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Pension Funding Relief Could Reduce Required Contributions
But only one-quarter of U.S. employers likely to seek relief; concerns about the cash-flow rule

By Stephen Miller  8/6/2010
 

Employers that sponsor defined benefit (DB) pension plans have the potential to receive billions of dollars in temporary pension funding relief as a result of legislation signed into law on June 25, 2010, according to an analysis by consultancy Towers Watson. However, while the law may significantly ease financial pressures for some sponsors for at least two years, employers face potentially larger funding obligations after 2011.

Under the Preservation of Access to Care for Medicare Beneficiaries and Pension Relief Act, employers with underfunded DB plans may elect to amortize funding shortfalls for any two plan years between 2008 and 2011 either:

Over a 15-year period, or

By making interest-only payments for two years followed by seven years of amortization.

Generally, DB sponsors are required to amortize shortfalls over seven years.

“The federal government has given employers the much-needed and welcome funding relief they were seeking,” said Mark Warshawsky, director of retirement research at Towers Watson. “Despite some improvement in the overall health of pension plans since the depths of the financial crisis, employers had been bracing for sharp increases in their DB funding obligations. Now, with the new law, employers can breathe a collective, albeit temporary, sigh of relief.”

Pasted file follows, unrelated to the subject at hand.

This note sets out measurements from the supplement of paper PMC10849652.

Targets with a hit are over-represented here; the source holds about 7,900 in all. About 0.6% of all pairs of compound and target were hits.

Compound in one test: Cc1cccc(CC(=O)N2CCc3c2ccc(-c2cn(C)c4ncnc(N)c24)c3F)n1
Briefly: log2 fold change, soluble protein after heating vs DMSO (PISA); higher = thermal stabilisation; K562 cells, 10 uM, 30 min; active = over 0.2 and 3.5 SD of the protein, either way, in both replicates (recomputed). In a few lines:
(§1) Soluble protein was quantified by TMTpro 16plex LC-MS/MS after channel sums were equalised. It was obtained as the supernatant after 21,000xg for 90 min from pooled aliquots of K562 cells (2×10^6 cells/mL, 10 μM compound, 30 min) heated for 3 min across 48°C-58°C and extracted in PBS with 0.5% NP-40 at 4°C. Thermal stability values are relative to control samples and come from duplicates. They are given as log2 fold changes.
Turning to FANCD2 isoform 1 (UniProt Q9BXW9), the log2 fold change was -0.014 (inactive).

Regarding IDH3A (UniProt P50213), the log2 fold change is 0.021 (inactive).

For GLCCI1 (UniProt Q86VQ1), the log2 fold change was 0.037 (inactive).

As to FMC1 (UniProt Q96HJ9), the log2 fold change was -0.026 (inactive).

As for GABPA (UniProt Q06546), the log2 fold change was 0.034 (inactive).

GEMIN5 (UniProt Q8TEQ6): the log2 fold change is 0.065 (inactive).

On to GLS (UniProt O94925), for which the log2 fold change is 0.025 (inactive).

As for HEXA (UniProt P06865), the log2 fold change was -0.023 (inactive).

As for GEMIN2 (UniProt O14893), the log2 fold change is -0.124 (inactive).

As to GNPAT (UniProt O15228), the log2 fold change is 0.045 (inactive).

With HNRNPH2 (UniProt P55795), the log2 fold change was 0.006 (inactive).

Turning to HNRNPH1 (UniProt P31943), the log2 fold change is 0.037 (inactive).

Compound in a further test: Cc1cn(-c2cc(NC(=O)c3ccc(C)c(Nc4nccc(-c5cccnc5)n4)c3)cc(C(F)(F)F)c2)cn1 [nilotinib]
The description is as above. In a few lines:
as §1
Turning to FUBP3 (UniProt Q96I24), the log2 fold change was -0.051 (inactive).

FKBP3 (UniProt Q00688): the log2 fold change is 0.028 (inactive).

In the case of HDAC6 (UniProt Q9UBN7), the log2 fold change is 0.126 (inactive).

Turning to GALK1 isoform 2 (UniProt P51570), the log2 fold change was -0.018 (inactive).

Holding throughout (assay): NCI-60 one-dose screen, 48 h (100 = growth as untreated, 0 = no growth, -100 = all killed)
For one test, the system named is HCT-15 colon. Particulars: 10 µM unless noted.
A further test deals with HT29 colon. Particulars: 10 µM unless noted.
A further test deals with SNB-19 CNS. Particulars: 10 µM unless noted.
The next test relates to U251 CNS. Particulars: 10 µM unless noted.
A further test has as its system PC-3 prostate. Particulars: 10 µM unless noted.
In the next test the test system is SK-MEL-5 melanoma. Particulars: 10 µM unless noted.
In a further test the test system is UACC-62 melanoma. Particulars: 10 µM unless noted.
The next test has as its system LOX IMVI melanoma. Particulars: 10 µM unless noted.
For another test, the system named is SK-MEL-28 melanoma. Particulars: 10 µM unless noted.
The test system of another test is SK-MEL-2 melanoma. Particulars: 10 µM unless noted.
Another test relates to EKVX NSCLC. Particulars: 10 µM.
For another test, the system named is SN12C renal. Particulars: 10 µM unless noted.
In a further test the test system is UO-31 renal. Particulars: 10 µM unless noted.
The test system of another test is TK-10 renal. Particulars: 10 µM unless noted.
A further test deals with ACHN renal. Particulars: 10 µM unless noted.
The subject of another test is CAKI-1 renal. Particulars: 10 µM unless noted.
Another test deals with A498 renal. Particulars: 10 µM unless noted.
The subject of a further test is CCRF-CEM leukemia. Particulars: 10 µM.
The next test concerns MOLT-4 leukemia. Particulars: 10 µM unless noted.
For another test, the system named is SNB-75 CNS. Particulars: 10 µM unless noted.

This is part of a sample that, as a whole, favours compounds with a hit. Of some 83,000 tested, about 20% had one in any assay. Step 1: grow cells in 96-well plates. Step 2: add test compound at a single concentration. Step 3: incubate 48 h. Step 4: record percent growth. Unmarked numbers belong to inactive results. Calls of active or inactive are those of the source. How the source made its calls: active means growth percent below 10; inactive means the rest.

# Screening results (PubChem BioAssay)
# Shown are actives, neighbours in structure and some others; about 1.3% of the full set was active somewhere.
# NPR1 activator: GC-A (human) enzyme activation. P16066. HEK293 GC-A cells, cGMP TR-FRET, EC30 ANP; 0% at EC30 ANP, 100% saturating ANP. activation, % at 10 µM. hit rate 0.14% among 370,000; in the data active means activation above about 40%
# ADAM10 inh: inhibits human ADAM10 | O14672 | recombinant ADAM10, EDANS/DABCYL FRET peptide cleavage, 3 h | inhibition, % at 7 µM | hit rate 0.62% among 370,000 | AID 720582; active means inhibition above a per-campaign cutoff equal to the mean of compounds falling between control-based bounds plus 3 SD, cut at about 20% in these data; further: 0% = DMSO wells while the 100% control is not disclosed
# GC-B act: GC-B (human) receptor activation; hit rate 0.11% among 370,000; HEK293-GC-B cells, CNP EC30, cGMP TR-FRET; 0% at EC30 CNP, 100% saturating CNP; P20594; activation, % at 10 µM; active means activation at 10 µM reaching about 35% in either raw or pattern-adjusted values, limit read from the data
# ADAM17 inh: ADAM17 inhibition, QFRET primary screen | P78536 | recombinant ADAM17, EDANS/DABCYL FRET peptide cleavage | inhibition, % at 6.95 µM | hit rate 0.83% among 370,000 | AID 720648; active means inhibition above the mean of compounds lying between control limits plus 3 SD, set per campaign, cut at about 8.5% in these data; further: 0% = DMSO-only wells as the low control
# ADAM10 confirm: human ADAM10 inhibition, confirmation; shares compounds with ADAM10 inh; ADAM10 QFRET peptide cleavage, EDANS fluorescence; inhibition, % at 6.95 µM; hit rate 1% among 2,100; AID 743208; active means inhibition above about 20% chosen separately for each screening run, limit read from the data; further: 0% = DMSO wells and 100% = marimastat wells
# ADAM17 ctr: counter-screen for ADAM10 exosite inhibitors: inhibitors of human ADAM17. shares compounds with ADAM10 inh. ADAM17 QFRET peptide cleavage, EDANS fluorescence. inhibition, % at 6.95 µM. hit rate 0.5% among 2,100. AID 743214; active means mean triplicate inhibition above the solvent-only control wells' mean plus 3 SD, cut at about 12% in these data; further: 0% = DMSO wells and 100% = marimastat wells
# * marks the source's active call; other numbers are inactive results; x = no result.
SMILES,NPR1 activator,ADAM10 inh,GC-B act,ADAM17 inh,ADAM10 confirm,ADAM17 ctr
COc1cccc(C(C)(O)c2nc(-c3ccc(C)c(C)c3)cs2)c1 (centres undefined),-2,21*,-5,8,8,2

The Towers Watson analysis projected funded status and minimum required contributions for single-employer DB plans under three scenarios for the five plan years from 2009 through 2013: the pre-act provisions, and the two funding options under the new pension relief law. It did not consider the impact of the law’s so-called cash-flow rules, which require extra pension contributions if executive compensation or dividend payments are too large, and could cause some employers to forgo the relief offered. The two funding options were tested for all potential two years of relief over the 2009-2011 period.

The analysis found that:

Under the pre-act provisions, the minimum required contributions in aggregate would be $78.4 billion for plan year 2010, and would escalate to $131 billion for 2011 and approximately $159 billion for both 2012 and 2013.

Under the new law, required contributions would be reduced between $19 billion and $63 billion, depending on which of the two provisions and which plan years employers choose:

1. The 15-year amortization for 2010 and 2011 funding shortfalls offers employers the maximum aggregate funding relief for employers over the 2009 through 2013 projection period, or

2. The seven-plus-two-year option for 2009 and 2010 funding shortfalls provides the least amount of relief.

The analysis noted that for employers with immediate cash-flow concerns, the seven-plus-two-year option for 2010 and 2011 may be the better choice to concentrate the relief, while the 15-year amortization rule spreads the relief more evenly over a longer period.

“The pension funding relief law significantly eases some of the financial pressures employers had been facing, at least for two years,” said Mike Archer, senior consultant at Towers Watson. “However, the choices that employers make now will have an impact on the magnitude of their future pension funding obligations. In addition, the new law’s cash-flow rule included in the legislation has the potential to make contribution requirements more volatile for companies that avail themselves of the relief.”